The combination does not prevent the people here from dreaming about cricket, and although the place has done for one or two illustrious careers - Craig McDermott, the Australian fast bowler, ended his career when he twisted his ankle while jogging along the sea wall - others such as Mark Ramprakash, whose father comes from these parts, will be looking to restart theirs.
Over the next three days, England, who will play all those not involved in the last Test, take on Guyana at the Everest Cricket Club. While Angus Fraser and Dean Headley take a well deserved rest - as does Graham Thorpe who has flu - there will be fierce competition, especially among those who have yet to play a match, to catch the selectorial eye.
Depending on the pitch expected at the Bourda, where the fourth Test starts on Friday, the places most under pressure are at No 3 and 6 in the batting order, though a second spinner may also be an option.
However, with Mark Butcher having taken his 11th-hour opportunity in the previous Test, it is John Crawley, the man in possession, who faces the sternest challenge from Ramprakash, though Adam Hollioake, providing his back has recovered, will also be in the shake-up.
Since his debut in 1992, Ramprakash's Test career has been a series of false starts and disappointments, a fact his average of 17.2 indicates. Yet even when he plays well, as he did in the thrilling win against Australia at The Oval five months ago, fate always seem to conspire against him.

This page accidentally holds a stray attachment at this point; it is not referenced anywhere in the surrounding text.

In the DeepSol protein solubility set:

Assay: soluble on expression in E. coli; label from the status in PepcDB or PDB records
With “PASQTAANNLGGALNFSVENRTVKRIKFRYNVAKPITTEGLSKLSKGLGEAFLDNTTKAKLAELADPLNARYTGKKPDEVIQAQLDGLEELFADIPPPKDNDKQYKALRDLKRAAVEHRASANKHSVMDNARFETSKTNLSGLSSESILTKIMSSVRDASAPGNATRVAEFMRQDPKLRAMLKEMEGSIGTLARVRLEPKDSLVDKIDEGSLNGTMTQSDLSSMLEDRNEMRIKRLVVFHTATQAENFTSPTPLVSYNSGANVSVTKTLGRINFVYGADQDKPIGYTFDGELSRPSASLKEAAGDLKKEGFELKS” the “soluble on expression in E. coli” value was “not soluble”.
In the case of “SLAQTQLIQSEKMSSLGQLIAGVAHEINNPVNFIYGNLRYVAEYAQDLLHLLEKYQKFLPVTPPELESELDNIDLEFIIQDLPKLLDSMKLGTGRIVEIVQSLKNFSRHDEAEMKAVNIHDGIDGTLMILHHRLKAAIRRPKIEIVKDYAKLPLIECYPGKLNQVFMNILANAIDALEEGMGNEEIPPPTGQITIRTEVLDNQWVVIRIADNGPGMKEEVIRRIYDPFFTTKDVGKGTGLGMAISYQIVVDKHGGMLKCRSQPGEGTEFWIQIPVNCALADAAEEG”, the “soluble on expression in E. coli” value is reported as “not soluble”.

"I must admit, I came here expecting to start in the Test team," said Ramprakash, an assumption that appeared to be backed up when two of the selectors Mike Gatting and Graham Gooch, phoned earlier in the tour to enquire why Crawley had been preferred.
Ironically, in view of Butcher's subsequent role, he would probably have played instead of the Surrey man in the last Test, had flu not struck him down the night before.
Frustration, particularly on this level, was not something the young Ramprakash would approach with equanimity. But if the responsibilities of fatherhood and the Middlesex captaincy have helped ameliorate his fiery disposition, the temptation to be gung-ho about the next few days must still be fairly strong?
"You could look at this as your big chance," said Ramprakash, who scored a century in the corresponding fixture four years ago. "But that would be putting too much pressure on yourself. It's my first competitive match since September, so I'm not expecting too much, just to spend some time at the crease."
Pressure or not, the pitch at Everest looks a far better surface than any of the Test pitches England have so far encountered. But if that perhaps offers a degree of unreality, the fact that 80 per cent of the overs in these first-class matches is bowled by spinners, as opposed to about 10 per cent or less in the Tests, means that runs here will not be worth their usual value as a currency of comparison.
Apart from that, the opposition, who will be captained in Carl Hooper's absence by Shivnarine Chanderpaul, is strong, and contains the fast bowler Reon King, a previous acquaintance from the West Indies A match earlier in the tour, as well as the prolific left-hand opening batsman Clayton Lambert.
If England are dwelling over who might bat at No 3, calls in several local newspapers for the inclusion of the 36-year old Lambert to replace Stuart Williams in the Test team, reveals the serious lack of batting depth currently afflicting West Indies cricket.
A stalwart for Guyana, Lambert played his only Test match against England in 1991, when he was one of Phil Tufnell's six victims in the first innings. If, like Ramprakash, he still has aspirations of adding to his tally of caps, it is a mistake he will not be wanting to repeat over the next couple of days.Reuse content